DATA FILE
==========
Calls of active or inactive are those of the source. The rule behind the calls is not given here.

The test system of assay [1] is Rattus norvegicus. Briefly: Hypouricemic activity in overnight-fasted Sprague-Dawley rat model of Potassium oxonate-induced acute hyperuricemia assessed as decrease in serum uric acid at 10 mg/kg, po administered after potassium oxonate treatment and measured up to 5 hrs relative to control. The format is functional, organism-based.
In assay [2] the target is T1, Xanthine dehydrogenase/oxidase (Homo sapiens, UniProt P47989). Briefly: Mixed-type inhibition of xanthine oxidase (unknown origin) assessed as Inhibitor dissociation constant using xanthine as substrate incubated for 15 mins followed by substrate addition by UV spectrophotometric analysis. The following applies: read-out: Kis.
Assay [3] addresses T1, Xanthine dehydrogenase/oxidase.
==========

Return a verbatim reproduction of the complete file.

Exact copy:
Calls of active or inactive are those of the source. The rule behind the calls is not given here.

The test system of assay [1] is Rattus norvegicus. Briefly: Hypouricemic activity in overnight-fasted Sprague-Dawley rat model of Potassium oxonate-induced acute hyperuricemia assessed as decrease in serum uric acid at 10 mg/kg, po administered after potassium oxonate treatment and measured up to 5 hrs relative to control. The format is functional, organism-based.
In assay [2] the target is T1, Xanthine dehydrogenase/oxidase (Homo sapiens, UniProt P47989). Briefly: Mixed-type inhibition of xanthine oxidase (unknown origin) assessed as Inhibitor dissociation constant using xanthine as substrate incubated for 15 mins followed by substrate addition by UV spectrophotometric analysis. The following applies: read-out: Kis.
Assay [3] addresses T1, Xanthine dehydrogenase/oxidase.